IT’S a humbling experience.
We’ve all had that feeling. Golf is the real beautiful game, but how can you truly enjoy it if you don’t know what everyone’s talking about?
There’s a list of terms, sayings and phrases that are so incomprehensible, solving a Rubik’s Cube seems like child’s play in comparison.
But now, thanks to National Club Golfer, you can be the oracle in the clubhouse.
We’re the publication for the everyday player and so we’ve taken it upon ourselves to give you a step-by-step introduction to the wonderful world of the golfing lexicon.
This week it’s the standard by which we judge our game.
Word of the week: Par
This is the gold standard when it comes to golf. Is there a word more important than par?
Birdies and eagles are all well and good but, from the bottom of the game up, the foundation of any decent round of golf starts with getting a few pars on the board.
Par is the target score. It’s what most handicap golfers aspire to on every hole of their round and, sadly, often proves so elusive.
It’s a word that has also invaded the mainstream. How often do we say something is par for the course?
But what does it actually mean and why do we say it?
Dictionary definition: Par is the number of strokes a first-class player should normally require for a particular hole or course.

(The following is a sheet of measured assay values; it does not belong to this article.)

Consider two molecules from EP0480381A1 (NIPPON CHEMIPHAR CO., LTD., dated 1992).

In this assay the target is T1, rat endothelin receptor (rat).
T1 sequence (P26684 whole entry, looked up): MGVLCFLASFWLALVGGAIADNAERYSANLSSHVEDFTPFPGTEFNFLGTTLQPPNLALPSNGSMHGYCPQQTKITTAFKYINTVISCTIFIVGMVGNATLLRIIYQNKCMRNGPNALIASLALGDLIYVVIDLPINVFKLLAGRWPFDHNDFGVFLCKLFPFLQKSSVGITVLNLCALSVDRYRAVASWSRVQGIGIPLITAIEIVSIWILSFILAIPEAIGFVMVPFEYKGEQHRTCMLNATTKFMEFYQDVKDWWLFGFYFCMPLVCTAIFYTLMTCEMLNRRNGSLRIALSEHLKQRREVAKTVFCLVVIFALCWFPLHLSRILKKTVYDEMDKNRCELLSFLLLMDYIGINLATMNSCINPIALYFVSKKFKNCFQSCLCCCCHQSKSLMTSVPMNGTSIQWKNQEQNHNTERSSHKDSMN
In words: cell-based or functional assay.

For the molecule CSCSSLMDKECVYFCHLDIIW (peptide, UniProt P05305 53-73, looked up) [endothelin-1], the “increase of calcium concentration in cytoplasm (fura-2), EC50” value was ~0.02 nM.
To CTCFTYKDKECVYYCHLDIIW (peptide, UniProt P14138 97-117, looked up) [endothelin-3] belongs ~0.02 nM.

Origins: The word dates back to the 16th Century and, according to the Oxford Dictionary, derives from Latin and means “equal”, or “equality”.
When it is not being used in a golfing context, par is often used to mean that something is standard, or average.
What this actually means: Bankers on the stock exchange apparently used the term to refer to commodities that may be above or below an expected figure.
It wasn’t heard out on the course until the late 19th Century, when the word had already been in use for hundreds of years.
In 1870, golf writer A H Doleman asked professionals David Strath and James Anderson what score would win the Open at Prestwick.
The pair replied that stellar play would mean 49 strokes for the course’s 12 holes, which Doleman labelled as “par”.
But its transition into everyday golfing use was not a done deal even at the turn of the century.
Bogey was the far more popular, and accepted, stroke system to refer to the ideal, or target, score.
In 1911, though, the USGA categorised the word as “perfect play without flukes and under ordinary weather conditions, always allowing two strokes on each putting green”.
Only then, and not religiously until Clifford Roberts installed the over and under system of scorekeeping at the Masters, did the term take off.
Use it in a sentence: “He’s got a tricky seven footer coming up for par.”
Could the golf ball be rolled back for everyone?